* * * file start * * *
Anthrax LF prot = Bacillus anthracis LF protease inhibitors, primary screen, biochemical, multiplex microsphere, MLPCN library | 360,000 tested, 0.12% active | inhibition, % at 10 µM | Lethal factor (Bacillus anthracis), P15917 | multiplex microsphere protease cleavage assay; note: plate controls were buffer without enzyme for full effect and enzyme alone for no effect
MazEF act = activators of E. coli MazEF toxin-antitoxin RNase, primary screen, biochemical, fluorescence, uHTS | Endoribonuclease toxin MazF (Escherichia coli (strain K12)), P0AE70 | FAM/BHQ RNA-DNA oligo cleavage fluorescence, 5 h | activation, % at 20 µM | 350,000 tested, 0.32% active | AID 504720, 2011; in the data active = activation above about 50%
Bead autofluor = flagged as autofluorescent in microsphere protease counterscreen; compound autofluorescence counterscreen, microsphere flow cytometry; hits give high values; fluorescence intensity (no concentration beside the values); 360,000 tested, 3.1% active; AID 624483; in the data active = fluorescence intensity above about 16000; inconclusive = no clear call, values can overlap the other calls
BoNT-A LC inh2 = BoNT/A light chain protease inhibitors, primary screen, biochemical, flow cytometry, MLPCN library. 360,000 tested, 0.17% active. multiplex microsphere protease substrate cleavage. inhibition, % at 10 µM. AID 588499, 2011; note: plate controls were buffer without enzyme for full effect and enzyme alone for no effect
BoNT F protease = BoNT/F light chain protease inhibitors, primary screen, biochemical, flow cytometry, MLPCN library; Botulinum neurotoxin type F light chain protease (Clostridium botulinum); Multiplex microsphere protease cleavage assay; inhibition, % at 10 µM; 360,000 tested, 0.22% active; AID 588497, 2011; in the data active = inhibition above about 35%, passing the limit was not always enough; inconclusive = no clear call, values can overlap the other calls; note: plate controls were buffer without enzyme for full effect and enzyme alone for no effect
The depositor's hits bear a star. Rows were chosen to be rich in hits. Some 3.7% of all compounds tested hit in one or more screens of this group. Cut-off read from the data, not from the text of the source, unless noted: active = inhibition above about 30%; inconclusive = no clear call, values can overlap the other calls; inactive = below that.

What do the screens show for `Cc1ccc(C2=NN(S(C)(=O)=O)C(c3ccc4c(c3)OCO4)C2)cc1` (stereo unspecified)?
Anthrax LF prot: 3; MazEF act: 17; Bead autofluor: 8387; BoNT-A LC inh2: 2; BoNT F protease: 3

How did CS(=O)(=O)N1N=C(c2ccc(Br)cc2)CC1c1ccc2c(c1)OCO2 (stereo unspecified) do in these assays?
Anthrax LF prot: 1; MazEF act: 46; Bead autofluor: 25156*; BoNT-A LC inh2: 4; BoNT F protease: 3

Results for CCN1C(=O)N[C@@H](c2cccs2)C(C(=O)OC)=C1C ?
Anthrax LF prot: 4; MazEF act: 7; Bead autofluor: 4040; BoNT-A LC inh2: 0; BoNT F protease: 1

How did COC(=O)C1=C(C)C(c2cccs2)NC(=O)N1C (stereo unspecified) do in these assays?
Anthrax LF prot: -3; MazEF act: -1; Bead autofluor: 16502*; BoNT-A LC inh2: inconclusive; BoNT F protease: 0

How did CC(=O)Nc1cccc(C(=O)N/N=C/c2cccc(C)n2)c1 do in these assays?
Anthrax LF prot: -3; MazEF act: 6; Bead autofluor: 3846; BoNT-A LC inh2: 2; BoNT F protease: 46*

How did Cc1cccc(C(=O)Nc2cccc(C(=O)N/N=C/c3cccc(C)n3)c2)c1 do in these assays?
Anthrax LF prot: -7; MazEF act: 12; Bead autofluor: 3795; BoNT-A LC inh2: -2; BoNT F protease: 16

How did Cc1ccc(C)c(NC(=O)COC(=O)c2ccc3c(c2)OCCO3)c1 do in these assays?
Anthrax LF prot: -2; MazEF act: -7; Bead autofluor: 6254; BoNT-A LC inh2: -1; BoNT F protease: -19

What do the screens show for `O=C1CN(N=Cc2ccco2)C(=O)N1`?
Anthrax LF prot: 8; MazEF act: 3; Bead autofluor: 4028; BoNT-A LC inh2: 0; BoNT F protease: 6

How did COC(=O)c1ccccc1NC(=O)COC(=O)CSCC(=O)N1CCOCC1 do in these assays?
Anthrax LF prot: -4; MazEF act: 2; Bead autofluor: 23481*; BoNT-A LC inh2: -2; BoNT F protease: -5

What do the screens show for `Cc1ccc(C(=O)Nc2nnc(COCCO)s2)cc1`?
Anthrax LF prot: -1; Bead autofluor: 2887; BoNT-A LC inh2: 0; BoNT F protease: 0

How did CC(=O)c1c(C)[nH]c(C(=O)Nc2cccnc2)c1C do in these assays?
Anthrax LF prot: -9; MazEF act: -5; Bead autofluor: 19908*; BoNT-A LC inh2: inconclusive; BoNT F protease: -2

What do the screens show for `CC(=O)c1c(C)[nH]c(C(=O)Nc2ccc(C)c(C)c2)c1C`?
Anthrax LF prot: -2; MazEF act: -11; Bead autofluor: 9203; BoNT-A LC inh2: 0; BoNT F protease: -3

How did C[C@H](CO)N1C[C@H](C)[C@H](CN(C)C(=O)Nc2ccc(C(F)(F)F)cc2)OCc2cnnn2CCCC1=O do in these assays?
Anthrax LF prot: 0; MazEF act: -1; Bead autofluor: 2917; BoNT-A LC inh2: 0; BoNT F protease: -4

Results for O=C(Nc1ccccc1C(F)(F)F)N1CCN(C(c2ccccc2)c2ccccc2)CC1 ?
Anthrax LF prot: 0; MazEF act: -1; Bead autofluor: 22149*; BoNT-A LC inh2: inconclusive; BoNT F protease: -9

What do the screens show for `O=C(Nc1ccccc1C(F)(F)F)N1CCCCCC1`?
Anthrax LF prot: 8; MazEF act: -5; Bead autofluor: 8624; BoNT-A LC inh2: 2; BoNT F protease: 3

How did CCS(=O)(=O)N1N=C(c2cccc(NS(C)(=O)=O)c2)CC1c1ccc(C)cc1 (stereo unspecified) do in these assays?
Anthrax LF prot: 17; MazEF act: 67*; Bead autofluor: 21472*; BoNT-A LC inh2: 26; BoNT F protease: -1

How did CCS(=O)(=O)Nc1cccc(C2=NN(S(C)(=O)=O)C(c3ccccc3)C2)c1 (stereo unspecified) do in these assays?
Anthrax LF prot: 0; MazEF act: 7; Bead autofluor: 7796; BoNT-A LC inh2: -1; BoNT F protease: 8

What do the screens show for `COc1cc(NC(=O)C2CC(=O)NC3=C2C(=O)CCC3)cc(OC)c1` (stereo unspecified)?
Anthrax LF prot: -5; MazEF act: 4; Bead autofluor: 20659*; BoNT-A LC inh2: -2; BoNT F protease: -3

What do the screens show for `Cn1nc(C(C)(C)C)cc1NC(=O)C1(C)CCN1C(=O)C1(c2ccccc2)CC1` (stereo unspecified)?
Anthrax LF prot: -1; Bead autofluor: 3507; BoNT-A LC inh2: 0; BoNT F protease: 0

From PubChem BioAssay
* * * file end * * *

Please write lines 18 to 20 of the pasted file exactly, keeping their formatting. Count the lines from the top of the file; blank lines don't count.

Anthrax LF prot: -7; MazEF act: 12; Bead autofluor: 3795; BoNT-A LC inh2: -2; BoNT F protease: 16

How did Cc1ccc(C)c(NC(=O)COC(=O)c2ccc3c(c2)OCCO3)c1 do in these assays?
Anthrax LF prot: -2; MazEF act: -7; Bead autofluor: 6254; BoNT-A LC inh2: -1; BoNT F protease: -19